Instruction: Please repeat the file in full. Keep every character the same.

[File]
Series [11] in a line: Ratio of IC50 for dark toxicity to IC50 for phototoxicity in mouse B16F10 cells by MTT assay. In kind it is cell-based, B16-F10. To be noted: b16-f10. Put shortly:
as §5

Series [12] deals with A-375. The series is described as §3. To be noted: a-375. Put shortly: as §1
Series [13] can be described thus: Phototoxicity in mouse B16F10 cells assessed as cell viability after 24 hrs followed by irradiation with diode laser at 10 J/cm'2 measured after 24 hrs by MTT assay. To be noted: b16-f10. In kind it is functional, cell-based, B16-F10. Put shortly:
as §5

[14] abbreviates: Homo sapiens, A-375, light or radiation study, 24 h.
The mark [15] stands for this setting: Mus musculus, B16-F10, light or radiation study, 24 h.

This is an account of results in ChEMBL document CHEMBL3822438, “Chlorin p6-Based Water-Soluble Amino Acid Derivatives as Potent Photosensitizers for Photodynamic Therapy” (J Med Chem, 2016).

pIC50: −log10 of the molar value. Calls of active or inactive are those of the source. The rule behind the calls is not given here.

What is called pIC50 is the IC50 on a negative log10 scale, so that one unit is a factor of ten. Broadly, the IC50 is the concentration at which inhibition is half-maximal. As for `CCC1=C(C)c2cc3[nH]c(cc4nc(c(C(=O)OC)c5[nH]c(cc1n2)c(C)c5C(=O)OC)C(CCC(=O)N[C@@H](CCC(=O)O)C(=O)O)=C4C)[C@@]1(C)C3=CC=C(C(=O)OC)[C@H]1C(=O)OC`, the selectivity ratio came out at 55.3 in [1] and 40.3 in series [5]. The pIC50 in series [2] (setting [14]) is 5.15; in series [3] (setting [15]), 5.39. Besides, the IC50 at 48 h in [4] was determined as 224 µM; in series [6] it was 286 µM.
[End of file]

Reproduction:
Series [11] in a line: Ratio of IC50 for dark toxicity to IC50 for phototoxicity in mouse B16F10 cells by MTT assay. In kind it is cell-based, B16-F10. To be noted: b16-f10. Put shortly:
as §5

Series [12] deals with A-375. The series is described as §3. To be noted: a-375. Put shortly: as §1
Series [13] can be described thus: Phototoxicity in mouse B16F10 cells assessed as cell viability after 24 hrs followed by irradiation with diode laser at 10 J/cm'2 measured after 24 hrs by MTT assay. To be noted: b16-f10. In kind it is functional, cell-based, B16-F10. Put shortly:
as §5

[14] abbreviates: Homo sapiens, A-375, light or radiation study, 24 h.
The mark [15] stands for this setting: Mus musculus, B16-F10, light or radiation study, 24 h.

This is an account of results in ChEMBL document CHEMBL3822438, “Chlorin p6-Based Water-Soluble Amino Acid Derivatives as Potent Photosensitizers for Photodynamic Therapy” (J Med Chem, 2016).

pIC50: −log10 of the molar value. Calls of active or inactive are those of the source. The rule behind the calls is not given here.

What is called pIC50 is the IC50 on a negative log10 scale, so that one unit is a factor of ten. Broadly, the IC50 is the concentration at which inhibition is half-maximal. As for `CCC1=C(C)c2cc3[nH]c(cc4nc(c(C(=O)OC)c5[nH]c(cc1n2)c(C)c5C(=O)OC)C(CCC(=O)N[C@@H](CCC(=O)O)C(=O)O)=C4C)[C@@]1(C)C3=CC=C(C(=O)OC)[C@H]1C(=O)OC`, the selectivity ratio came out at 55.3 in [1] and 40.3 in series [5]. The pIC50 in series [2] (setting [14]) is 5.15; in series [3] (setting [15]), 5.39. Besides, the IC50 at 48 h in [4] was determined as 224 µM; in series [6] it was 286 µM.